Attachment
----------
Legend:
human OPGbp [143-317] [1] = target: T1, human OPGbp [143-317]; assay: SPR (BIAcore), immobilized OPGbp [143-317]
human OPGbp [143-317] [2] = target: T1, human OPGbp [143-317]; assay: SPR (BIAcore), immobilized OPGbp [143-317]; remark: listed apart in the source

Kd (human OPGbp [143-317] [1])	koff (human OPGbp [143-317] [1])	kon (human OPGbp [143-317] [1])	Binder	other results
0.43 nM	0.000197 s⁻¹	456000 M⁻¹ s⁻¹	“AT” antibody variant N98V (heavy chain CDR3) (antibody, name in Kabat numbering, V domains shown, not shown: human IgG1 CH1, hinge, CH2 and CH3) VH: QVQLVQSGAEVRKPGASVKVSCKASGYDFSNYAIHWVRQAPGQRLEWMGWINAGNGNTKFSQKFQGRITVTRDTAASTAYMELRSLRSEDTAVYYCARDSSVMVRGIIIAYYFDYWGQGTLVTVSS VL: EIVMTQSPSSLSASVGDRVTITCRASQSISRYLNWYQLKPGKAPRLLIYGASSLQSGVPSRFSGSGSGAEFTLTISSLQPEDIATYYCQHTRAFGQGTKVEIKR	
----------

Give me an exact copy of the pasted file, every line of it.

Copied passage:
Legend:
human OPGbp [143-317] [1] = target: T1, human OPGbp [143-317]; assay: SPR (BIAcore), immobilized OPGbp [143-317]
human OPGbp [143-317] [2] = target: T1, human OPGbp [143-317]; assay: SPR (BIAcore), immobilized OPGbp [143-317]; remark: listed apart in the source

Kd (human OPGbp [143-317] [1])	koff (human OPGbp [143-317] [1])	kon (human OPGbp [143-317] [1])	Binder	other results
0.43 nM	0.000197 s⁻¹	456000 M⁻¹ s⁻¹	“AT” antibody variant N98V (heavy chain CDR3) (antibody, name in Kabat numbering, V domains shown, not shown: human IgG1 CH1, hinge, CH2 and CH3) VH: QVQLVQSGAEVRKPGASVKVSCKASGYDFSNYAIHWVRQAPGQRLEWMGWINAGNGNTKFSQKFQGRITVTRDTAASTAYMELRSLRSEDTAVYYCARDSSVMVRGIIIAYYFDYWGQGTLVTVSS VL: EIVMTQSPSSLSASVGDRVTITCRASQSISRYLNWYQLKPGKAPRLLIYGASSLQSGVPSRFSGSGSGAEFTLTISSLQPEDIATYYCQHTRAFGQGTKVEIKR	